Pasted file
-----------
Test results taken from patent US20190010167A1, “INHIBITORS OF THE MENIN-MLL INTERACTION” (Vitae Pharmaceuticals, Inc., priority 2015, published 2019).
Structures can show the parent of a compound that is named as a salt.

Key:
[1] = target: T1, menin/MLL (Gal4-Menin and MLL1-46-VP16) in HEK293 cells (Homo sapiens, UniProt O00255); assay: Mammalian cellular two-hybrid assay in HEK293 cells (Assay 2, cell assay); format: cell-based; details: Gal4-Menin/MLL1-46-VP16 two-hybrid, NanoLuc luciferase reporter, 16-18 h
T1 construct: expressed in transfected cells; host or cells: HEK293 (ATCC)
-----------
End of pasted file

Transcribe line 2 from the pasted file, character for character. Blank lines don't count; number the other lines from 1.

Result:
Structures can show the parent of a compound that is named as a salt.